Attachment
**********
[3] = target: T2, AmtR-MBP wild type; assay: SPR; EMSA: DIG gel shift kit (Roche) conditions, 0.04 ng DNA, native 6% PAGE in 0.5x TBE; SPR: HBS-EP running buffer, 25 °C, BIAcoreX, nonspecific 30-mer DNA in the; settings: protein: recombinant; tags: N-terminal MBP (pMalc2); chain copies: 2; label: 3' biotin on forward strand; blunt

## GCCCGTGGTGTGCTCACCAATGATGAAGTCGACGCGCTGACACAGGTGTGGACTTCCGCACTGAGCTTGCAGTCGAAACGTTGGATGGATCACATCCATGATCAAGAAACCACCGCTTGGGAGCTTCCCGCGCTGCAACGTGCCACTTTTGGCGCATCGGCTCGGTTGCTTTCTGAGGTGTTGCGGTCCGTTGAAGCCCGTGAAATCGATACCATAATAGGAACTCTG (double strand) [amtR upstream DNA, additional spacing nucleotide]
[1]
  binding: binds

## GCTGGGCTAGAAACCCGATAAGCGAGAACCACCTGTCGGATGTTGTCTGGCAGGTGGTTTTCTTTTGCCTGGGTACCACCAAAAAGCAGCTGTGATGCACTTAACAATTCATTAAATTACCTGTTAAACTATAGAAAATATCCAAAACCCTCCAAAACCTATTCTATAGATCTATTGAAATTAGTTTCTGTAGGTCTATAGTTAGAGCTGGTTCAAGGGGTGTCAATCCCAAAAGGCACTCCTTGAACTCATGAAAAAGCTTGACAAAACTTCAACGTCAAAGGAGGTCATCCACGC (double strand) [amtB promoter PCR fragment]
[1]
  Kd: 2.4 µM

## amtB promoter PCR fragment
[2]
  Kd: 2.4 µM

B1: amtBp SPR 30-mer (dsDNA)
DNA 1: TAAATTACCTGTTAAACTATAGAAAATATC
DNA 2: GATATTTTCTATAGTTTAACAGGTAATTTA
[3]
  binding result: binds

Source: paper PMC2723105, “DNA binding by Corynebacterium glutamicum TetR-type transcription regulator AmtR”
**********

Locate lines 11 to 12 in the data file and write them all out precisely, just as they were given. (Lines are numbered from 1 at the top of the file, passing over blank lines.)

B1: amtBp SPR 30-mer (dsDNA)
DNA 1: TAAATTACCTGTTAAACTATAGAAAATATC